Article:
Human Services Organizations Recognizes Growth with a New Name

Carter Burden: What's In a Name?

David Stone
Carter Burden: What's In a Name?

Carter Burden Center for the Aging extended its highly regarded programs to Roosevelt Island, last year. Roots run deep in the organization and growth now brings a fuller bloom. 

At noon on Wednesday, May 5th, the Carter Burden Center for the Aging staged a noontime event at the Senior Center, celebrating their transition into the Carter Burden Network, a more appropriate title that recognizes their growth in serving a broader New York population.

"BIG NEWS: William Dionne, our Executive Director, would like to invite you to join us in celebrating the launch of our new name, brand and vision for the future of aging services in New York City,” the notice read.

Click to see a photo gallery from the event.

That announcement reverberates back to the ideals many in my generation held dear and expected to see fulfilled by now. That they haven't been hasn't been due to a lack of virtuous muscle from folks like Carter Burden.

Yes, Carter Burden was a real man, an idealist who worked for Senator Robert F. Kennedy, one of my heroes, until he was assassinated. Not bowed by despair, Burden - only twenty-sever years old, at the time - came home to New York and quickly won a seat on the City Council, representing (roughly) the district now held by Ben Kallos.

As the New York Times wrote, remembering Carter Burden in 1996, "...he served as chairman of the committee on health, fought to protect children from lead-based paint poisoning, sought to better the health and housing of the elderly, advocated the establishment of standards for prisoners' rights and introduced one of the first gay rights bills in the country."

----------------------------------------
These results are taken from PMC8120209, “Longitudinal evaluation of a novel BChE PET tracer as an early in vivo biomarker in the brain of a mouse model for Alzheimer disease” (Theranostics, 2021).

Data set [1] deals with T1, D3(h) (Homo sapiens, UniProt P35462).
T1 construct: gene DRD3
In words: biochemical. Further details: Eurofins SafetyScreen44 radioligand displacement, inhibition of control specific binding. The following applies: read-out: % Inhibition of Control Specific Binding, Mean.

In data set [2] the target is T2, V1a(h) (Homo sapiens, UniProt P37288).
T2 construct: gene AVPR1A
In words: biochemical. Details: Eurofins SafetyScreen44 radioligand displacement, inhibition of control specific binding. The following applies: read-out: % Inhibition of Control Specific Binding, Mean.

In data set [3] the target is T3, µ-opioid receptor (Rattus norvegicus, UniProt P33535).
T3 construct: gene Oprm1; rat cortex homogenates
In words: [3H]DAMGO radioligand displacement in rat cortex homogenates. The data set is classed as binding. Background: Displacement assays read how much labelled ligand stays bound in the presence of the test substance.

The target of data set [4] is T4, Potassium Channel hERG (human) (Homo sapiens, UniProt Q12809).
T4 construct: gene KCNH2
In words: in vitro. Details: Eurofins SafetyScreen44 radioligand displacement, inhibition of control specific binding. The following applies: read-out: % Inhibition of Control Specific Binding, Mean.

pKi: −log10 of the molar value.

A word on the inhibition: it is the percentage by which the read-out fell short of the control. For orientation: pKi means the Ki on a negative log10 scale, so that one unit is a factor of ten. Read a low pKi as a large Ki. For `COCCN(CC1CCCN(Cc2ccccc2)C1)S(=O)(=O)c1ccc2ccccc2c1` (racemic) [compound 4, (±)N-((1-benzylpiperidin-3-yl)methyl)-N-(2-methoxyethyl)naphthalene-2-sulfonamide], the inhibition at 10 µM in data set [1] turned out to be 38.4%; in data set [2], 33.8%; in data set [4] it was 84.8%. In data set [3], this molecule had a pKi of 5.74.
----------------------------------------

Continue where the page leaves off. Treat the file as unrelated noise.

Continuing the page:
Burden always seemed to be a step or two ahead of the ideas of his progressive contemporaries, but he went a step further. Recognizing a neglected population of seniors living in his district, he did more than promote and discuss. With a single social worker, in 1971, he created the Carter Burden Center in an Upper East Side storefront.

Later, "for the Aging" was added, and now after fifty years of creative service to seniors and outreach that includes many additional centers, it's been shortened to "Carter Burden Network."

Carter Burden/Roosevelt Island Senior Center

Answering the call to rescue the troubled senior center at 546 Main Street, Carter Burden Center for the Aging hustled to assemble programs, from free lunches to birthday celebrations and exercise classes, in July of last year. The upgrade exceeded expectations, bringing in Lisa Fernandez's steady hand in leadership, charismatic Hallie Shapiro's welcoming outreach and and the steady personal guidance of case manager Yulisa Santana.

These three reinvented the Roosevelt Island Center, invigorating it with fresh programing and accountability, winning outspoken praise from Judy Berdy, our community's most dedicated volunteer, and Jane Swanson who recognized their cooperation in opening doors for Cornell Tech to connect with the senior population here.

We've been lucky to catch the downstream influence of a tradition started selflessly by Carter Burden. In a conversation, Burden's widow Susan recalled visiting Roosevelt Island during its earliest days as a community. Her husband, she said, loved coming over to walk along the waterfront. Little did he know, that his affection for Roosevelt Island and for seniors would one day merge in a center providing robust services to elders at 546 Main.

Now that it has, why not stop by around noon on Wednesday and share in the celebration? See you there!

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